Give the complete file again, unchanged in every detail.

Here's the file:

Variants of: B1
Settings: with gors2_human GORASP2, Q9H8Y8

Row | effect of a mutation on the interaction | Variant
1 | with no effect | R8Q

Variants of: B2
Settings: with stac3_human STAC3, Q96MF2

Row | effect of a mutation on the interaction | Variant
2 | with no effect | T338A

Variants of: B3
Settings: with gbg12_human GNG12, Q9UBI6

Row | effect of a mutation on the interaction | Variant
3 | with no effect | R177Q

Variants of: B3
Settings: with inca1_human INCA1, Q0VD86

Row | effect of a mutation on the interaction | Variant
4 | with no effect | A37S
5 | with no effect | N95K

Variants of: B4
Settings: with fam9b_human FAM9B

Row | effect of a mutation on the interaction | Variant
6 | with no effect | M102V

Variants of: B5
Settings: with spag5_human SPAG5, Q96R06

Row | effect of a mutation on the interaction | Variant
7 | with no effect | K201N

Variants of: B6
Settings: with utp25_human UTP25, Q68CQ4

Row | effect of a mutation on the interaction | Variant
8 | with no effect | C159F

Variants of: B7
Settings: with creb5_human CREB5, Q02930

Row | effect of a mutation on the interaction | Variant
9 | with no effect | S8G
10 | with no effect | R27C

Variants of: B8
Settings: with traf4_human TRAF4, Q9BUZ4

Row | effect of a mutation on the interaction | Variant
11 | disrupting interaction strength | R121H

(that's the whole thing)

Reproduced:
Variants of: B1
Settings: with gors2_human GORASP2, Q9H8Y8

Row | effect of a mutation on the interaction | Variant
1 | with no effect | R8Q

Variants of: B2
Settings: with stac3_human STAC3, Q96MF2

Row | effect of a mutation on the interaction | Variant
2 | with no effect | T338A

Variants of: B3
Settings: with gbg12_human GNG12, Q9UBI6

Row | effect of a mutation on the interaction | Variant
3 | with no effect | R177Q

Variants of: B3
Settings: with inca1_human INCA1, Q0VD86

Row | effect of a mutation on the interaction | Variant
4 | with no effect | A37S
5 | with no effect | N95K

Variants of: B4
Settings: with fam9b_human FAM9B

Row | effect of a mutation on the interaction | Variant
6 | with no effect | M102V

Variants of: B5
Settings: with spag5_human SPAG5, Q96R06

Row | effect of a mutation on the interaction | Variant
7 | with no effect | K201N

Variants of: B6
Settings: with utp25_human UTP25, Q68CQ4

Row | effect of a mutation on the interaction | Variant
8 | with no effect | C159F

Variants of: B7
Settings: with creb5_human CREB5, Q02930

Row | effect of a mutation on the interaction | Variant
9 | with no effect | S8G
10 | with no effect | R27C

Variants of: B8
Settings: with traf4_human TRAF4, Q9BUZ4

Row | effect of a mutation on the interaction | Variant
11 | disrupting interaction strength | R121H